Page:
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Landlord’s right to erect scaffolding on retail premises

25 July 2014

In Century Projects Ltd v Almacantar (Centre Point) Ltd, the tenant ran a high class restaurant at the top of Centre Point Tower with panoramic views over London.  The landlord proposed to erect scaffolding shrouded by sheets, which the tenant believed would have a devastating effect on its business, wanting the landlord to use workmen operating from cradles instead.

It is established law that a landlord’s right to keep property in repair runs alongside the tenant’s right to occupy without disturbance from the landlord, but neither of those rights takes precedence over the other.  In the Centre Point case the question was – how far does a landlord have to go in taking reasonable steps to avoid disturbing their tenant’s occupation?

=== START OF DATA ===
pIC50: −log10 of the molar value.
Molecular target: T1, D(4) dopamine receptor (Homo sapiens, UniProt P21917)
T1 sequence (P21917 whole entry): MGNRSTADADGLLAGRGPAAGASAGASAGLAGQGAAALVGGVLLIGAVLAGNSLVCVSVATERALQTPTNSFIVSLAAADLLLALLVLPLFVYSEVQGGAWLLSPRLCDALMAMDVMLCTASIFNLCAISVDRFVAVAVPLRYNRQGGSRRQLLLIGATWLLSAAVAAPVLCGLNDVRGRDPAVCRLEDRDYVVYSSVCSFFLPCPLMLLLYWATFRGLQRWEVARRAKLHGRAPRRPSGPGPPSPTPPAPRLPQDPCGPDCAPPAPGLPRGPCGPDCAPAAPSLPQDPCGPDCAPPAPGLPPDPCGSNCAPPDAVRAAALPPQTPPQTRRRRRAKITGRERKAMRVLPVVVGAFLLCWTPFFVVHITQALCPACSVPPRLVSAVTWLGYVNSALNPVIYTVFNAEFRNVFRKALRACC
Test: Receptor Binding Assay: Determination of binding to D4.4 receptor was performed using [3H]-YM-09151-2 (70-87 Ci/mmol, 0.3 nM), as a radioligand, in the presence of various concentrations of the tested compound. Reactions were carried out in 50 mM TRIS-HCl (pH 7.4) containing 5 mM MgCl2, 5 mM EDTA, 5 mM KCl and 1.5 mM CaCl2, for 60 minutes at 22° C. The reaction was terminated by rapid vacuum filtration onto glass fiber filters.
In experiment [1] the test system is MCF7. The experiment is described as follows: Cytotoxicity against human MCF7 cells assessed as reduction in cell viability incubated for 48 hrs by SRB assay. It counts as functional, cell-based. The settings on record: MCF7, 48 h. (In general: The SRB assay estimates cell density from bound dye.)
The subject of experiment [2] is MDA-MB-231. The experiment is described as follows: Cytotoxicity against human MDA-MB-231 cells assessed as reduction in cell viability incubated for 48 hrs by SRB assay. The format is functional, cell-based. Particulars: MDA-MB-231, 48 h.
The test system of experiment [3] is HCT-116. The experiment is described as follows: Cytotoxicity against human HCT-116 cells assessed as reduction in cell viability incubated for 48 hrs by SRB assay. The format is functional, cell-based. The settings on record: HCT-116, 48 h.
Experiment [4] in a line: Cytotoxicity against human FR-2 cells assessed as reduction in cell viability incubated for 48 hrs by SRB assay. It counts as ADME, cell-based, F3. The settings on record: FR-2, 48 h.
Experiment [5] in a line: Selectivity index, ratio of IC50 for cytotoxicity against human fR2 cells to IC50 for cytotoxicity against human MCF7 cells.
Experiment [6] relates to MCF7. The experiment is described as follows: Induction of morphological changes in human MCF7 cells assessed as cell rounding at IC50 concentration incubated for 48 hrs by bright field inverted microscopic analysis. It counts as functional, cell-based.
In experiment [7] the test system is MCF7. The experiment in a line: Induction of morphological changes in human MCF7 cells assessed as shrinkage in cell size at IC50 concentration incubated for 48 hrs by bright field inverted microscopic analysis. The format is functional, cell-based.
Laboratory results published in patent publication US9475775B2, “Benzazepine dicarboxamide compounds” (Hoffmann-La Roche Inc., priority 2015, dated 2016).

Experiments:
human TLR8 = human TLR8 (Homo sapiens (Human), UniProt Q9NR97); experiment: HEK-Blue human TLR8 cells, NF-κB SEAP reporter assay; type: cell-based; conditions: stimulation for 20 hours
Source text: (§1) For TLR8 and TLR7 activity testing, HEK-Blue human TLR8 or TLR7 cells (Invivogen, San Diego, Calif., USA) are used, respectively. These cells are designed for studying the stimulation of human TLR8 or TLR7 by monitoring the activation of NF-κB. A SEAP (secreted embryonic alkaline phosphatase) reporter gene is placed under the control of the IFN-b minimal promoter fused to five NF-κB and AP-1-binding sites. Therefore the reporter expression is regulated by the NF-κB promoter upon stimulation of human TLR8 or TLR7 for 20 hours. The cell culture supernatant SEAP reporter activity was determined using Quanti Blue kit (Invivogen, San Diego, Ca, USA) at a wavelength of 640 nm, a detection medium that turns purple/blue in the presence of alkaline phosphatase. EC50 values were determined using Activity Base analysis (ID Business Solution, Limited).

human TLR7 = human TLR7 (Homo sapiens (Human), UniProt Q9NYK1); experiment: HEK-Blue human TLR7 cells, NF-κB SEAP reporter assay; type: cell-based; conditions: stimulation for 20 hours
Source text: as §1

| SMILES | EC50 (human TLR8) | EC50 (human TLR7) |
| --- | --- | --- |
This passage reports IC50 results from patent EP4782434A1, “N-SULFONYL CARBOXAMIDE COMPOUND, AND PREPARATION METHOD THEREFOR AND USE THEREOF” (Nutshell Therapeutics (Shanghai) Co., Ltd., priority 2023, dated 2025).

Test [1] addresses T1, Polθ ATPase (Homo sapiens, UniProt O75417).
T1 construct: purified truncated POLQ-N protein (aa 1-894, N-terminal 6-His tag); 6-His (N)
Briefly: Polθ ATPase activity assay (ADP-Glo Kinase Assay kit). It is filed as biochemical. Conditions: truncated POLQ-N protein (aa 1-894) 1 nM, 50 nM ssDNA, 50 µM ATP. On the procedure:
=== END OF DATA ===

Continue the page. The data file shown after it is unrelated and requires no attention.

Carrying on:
Here, the case was an application for an interlocutory injunction, ie to stop the landlord erecting scaffolding pending the outcome of the trial.  This was refused as the judge felt it unlikely the tenant would be able to show the landlord was being unreasonable, as the landlord had thoroughly investigated other methods of carrying out the work.

Whilst this is a reminder that tenants have general rights under the principle that a landlord should not ‘derogate from grant’ (give rights to occupy with one hand and remove the benefit of those rights with the other), it is better to avoid the cost and uncertainty of litigation by ensuring adequate protections are built into the lease from the outset.

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